Electronic components sources

From: Tony Duell <ard_at_p850ug1.demon.co.uk>
Date: Tue Mar 23 17:53:24 2004

> > > NO,NO,NO!!!!!!!!!!!!!!
> > >
> > > This can potentially leave a circuit floating, wich can be
> > much more
> > > dangerous. Try to HI_POT test a device in this
> > configuration, and you

If a HI-POT test is what I call a megger test (that's a high voltage
earth leakage test) or flash test (high voltage breakdown test) then it
must be done with the switch _on_ (and in certain cases with internal
relays shorted out or otherwise operated). Otherwise you're just testing
the bit of wire from the mains input to the switch.

> > > may very well let the "magic-smoke" out. If you are
> > switching on the
> > > raw power side, the neutral should always remain connected. In fact
> > > this is code for many (most/all) CE/UL approval stamps!

Odd. The UK regulations specifically suggest breaking both live and
neutral (although live only is acceptable in many cases). And for 3 phase
star, breaking all 3 phases and neutral.

You can't have independant protective devices (like fuses) in both wires,
in case the one in the neutral wire blows first and leaves the whole
thing connected to the live side of the mains. But you can certainly have
a double-pole circuit breaker that breaks both wires together. You cna
even have trip coils in each wire, provided that overcurrent in either
wire causes the breaker to break both (If you only have a single trip
coil, it has to be in the live side. For 3 phase, it's recommended to
have a trip coil in each phaae wire, but for delta connected 3 phase,
you can have one in each of 2 of the phases, I believe).

It's also strange that _every_ piece of quality electronic equipment I
have here, from the likes of Tektronix, HP (that's _old_ HP, not the
modern trash with that name on it!), DEC, etc, has double pole mains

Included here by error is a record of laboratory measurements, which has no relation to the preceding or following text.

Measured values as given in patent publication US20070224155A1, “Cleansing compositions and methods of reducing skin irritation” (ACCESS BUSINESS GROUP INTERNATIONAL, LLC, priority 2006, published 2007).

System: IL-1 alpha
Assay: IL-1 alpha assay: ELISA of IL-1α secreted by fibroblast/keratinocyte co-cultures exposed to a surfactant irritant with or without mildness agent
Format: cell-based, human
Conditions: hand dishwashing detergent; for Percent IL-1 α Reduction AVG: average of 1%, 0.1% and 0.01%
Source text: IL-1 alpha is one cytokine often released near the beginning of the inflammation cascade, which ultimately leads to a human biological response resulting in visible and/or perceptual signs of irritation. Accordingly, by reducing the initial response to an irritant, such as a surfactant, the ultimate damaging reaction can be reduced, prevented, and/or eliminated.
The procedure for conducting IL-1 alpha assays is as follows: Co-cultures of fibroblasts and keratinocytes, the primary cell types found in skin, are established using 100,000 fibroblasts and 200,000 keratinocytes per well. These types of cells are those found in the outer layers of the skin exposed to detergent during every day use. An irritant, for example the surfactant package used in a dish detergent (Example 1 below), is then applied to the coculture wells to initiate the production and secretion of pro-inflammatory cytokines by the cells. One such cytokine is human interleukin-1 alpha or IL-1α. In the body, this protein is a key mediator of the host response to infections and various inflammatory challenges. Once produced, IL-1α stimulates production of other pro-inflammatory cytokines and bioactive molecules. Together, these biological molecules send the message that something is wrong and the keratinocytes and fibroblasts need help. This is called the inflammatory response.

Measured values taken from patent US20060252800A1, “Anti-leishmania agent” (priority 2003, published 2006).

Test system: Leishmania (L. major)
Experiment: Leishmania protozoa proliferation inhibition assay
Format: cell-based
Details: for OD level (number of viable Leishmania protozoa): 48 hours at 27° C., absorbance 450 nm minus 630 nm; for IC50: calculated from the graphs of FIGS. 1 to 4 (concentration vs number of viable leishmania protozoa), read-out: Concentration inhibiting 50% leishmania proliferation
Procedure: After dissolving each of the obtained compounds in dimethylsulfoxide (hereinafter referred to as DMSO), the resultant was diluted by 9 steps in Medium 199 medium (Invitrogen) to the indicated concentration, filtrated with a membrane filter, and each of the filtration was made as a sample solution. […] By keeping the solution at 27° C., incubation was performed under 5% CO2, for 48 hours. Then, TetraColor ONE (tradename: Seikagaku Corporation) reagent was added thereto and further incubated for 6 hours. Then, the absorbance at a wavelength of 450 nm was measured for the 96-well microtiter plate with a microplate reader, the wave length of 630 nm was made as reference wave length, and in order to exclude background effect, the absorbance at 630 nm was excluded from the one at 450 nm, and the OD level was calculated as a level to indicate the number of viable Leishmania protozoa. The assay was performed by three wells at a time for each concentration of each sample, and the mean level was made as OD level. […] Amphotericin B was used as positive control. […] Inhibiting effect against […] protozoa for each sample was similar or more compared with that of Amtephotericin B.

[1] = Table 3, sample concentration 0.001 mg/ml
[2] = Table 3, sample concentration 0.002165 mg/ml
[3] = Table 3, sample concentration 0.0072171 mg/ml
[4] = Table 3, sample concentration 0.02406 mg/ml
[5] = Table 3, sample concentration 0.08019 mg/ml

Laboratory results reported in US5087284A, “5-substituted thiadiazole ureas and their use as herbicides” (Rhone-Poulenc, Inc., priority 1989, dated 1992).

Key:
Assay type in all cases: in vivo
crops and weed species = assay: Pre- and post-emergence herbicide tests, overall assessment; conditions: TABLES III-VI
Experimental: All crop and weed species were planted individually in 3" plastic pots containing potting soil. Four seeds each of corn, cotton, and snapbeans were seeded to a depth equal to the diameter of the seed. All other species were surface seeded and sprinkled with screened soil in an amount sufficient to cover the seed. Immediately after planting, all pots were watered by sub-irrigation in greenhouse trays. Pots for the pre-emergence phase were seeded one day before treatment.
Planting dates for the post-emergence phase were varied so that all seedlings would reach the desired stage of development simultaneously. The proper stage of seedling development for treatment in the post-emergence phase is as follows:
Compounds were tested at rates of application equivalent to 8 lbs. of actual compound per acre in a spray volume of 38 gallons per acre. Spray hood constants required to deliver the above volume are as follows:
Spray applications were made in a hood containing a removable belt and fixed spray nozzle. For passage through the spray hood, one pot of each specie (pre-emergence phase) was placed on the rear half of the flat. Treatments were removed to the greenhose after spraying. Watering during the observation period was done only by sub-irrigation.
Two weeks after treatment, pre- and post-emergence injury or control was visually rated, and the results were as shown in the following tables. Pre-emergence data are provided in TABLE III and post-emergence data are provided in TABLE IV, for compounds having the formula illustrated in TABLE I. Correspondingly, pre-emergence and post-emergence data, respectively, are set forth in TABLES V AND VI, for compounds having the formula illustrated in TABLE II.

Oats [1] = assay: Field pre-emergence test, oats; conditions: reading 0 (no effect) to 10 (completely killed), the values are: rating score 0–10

switching. It's also recomented in _every_ electornics construciton book
I've looked at recently.

> >
> > Certainly something could be designed so a hot and neutral break
> > ("disconnect") is quite safe, but you are right, most
> > applications are safer just breaking the hot. Plus, breaking

Can you give me a good phusical explanation for this. The only one I can
think of is if the switch fails so that the live side doesn't open any
more then you'd have the equivalent of a single pole switch in the
neutral side. You;d not notice that (the switch would still turn the
device on and off), but it could be dangerous. But I have never seen that
failure mode.

> > both really is just a waste of money for a more complex switch.
> I'm lost as to how a device with a switch that breaks both
> Live and Neutral can be *more* dangerous that a device with
> a switch that breaks only Live (or just breaks one line,
> for those of you who have to work with people who wire
> things up wrong ... "consumers" is the technical term,
> I believe).

No, the techincal term is 'electricians', at least over here ;-).
Seriously, I've seen some terrible wiring done by so-called professional
electricians, including a distribution panel on a workbench where
alternate socket outlets had live/neutral swapped (!).

Received on Tue Mar 23 2004 - 17:53:24 GMT

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